by Kaylin Kaupish
What better way to appreciate God’s divine work than through the natural wonders he created? For thousands of years, humans have been drawn to the beauty and meditative solitude that nature offers. From deep lakes to high mountain tops, we travel to the world’s most mystical locations in search of spiritual comfort and enlightenment. Through nature, God teaches us about creation, wonder, balance, and connection. Here are a few of those spiritual places in nature.
This mountain stands prominently in the southern region of Sri Lanka. It’s summit is an important pilgrimage site for people of various faiths. Also called Sri Pada, or “sacred footprint,” some claim to see an imprint of a foot in the stone at the mountain’s peak.The footprint and the mountaintop itself have individual meaning for each religious group. Some Christians and Muslims believe the footprint belonged to the first man, Adam. Giovanni de Marignolli, a prominent traveler during the 14thcentury, stated that “from its top one could see paradise were it not for the cloud cover that hides it from view.”
The mountains that surround the city of Sedona, Arizona reportedly contain places of heightened spiritual and metaphysical energy. Some people who visit these sites—known as “vortexes”—describe mystical experiences, intense emotions, and even physical healings. In search of vortexes or not, visitors flock to this unique city seeking sanctuary in the stunning landscape around them. The vibrant red rock mountains against a backdrop of clear blue sky offers a profoundly beautiful reminder of God’s artistry.
The world’s largest salt flat is located outside the town of Uyuni in southern Bolivia. The flat’s vast, white grounds are almost completely silent, making it an ideal spot for contemplation and spiritual meditation. During the land’s rainy season, between December and April, water from neighboring lakes flows onto the flats and creates a perfect reflection of the sky, giving the flat the nickname, “The Biggest Mirror of God.” The mesmerizing effect gives the ethereal illusion that visitors are walking in the clouds.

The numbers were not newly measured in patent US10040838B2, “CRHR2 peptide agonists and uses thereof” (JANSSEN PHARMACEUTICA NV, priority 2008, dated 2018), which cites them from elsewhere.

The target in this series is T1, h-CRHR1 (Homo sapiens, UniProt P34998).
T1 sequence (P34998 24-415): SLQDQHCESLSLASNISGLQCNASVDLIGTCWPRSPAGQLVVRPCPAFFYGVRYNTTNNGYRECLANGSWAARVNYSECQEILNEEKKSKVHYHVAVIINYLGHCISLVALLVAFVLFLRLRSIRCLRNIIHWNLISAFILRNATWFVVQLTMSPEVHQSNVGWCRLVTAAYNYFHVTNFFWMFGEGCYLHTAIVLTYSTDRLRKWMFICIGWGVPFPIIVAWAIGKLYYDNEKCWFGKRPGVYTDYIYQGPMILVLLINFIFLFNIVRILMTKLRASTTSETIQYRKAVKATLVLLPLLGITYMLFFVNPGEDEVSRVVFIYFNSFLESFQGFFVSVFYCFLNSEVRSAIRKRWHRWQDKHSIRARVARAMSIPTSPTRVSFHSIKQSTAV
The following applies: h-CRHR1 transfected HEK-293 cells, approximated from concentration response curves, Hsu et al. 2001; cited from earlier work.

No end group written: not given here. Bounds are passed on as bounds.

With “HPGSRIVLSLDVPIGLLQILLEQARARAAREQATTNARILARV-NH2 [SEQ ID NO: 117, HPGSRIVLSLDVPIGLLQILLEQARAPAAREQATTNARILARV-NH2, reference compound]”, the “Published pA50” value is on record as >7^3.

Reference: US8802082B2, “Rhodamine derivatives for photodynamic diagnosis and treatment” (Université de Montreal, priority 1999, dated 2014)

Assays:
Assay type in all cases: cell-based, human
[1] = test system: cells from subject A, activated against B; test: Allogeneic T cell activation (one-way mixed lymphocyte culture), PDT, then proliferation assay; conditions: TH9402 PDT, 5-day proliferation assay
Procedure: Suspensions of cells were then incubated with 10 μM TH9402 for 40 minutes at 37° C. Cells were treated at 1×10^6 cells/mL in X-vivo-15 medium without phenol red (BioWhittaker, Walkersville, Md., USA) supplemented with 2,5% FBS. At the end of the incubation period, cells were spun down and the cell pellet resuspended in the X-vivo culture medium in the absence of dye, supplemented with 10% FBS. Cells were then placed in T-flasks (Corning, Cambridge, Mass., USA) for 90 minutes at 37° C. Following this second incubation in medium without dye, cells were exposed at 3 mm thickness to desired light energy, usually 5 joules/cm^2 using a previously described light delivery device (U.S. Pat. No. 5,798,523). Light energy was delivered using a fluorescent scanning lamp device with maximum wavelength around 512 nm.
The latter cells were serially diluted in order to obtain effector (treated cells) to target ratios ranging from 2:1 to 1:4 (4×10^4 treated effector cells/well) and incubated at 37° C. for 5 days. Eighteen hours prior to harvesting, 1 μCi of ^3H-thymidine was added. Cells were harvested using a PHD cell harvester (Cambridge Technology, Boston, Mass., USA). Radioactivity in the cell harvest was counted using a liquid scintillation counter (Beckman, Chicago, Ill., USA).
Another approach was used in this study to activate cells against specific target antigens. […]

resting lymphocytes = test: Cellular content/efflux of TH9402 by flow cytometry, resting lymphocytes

While the structure of this sea cave on the island of Staffa appears to be manmade, its distinct geometric shape is naturally formed. The hexagonal columns fit together so neatly, it’s almost like they were cut and placed there. The shorter columns sit right above the water level, so visitors can walk along a pathway and explore the cave’s depths. The Celts called the cave Uamh-Binn, or “The Cave of Melody,” after the harmonious echoes it sometimes produces. The cave’s mysterious nature has created a divine spark in the minds of many famous artists. Romantic composer Felix Mendelssohn was so in awe of the cave, it inspired him to write the Hebrides Overture. Sir Walter Scott called the cave “one of the most extraordinary places I ever beheld. It exceeded, in my mind, every description I had heard of it...composed entirely of basaltic pillars as high as the roof of a cathedral.”
Bryce Canyon National Park has been described as a spiritual place by many. The site’s canyons act as natural amphitheaters carved into the mountains over time. The tops are dotted with mysterious rock formations called “hoodoos” that reach up to the sky like church spires. The Grand Staircase, a pathway of rock layers that stretches from the bottom of the Grand Canyon, reaches its peak at Bryce Canyon. The land was explored and settled by Mormons in the 1800s and was dubbed a National Park in 1928 because of its unique geology. Because the park is so far from cities with light pollution, it is one of the best places in the country for stargazing. The National Park Service calls Bryce Canyon “a sanctuary for natural darkness” that allows visitors to take in the wonders of the night sky.
This grove located in the Fishlake National Forest may look like a collection of vibrant aspen trees, but it is actually just one big tree. All of the approximately 47,000 trunks that span 106 acres share one root system underground, making it one of the world’s largest living organisms. The grove, called Pando after the Latin word meaning “to spread,” has grown for thousands of years. However, it will not be around forever—ecologists say the aspen is diminishing in size, so visitors are coming in droves to wonder at the massive organism while they still can. Standing within the serene grove can gently remind us that while things may appear separated, they are still connected in ways we cannot see.
Earth and sky meet in these shrouded rainforests in Mexico. The mists that cover the forests in a cloak of mystery also contribute to lush vegetation and animal life. The depths of the forest are difficult to get to, which means we humans can only imagine the amount of flora and fauna hidden within. Cloud forests form under specific environmental conditions in just a few locations worldwide. They are some of the most biologically diverse sites on the planet. Different ecosystems exist in harmony, as the forests’ geographical locations make it possible for both northern and southern hemisphere organisms to flourish. However, time is running out for the Mexican cloud forests and others like them. Due to deforestation, cloud forests are becoming increasingly rare.
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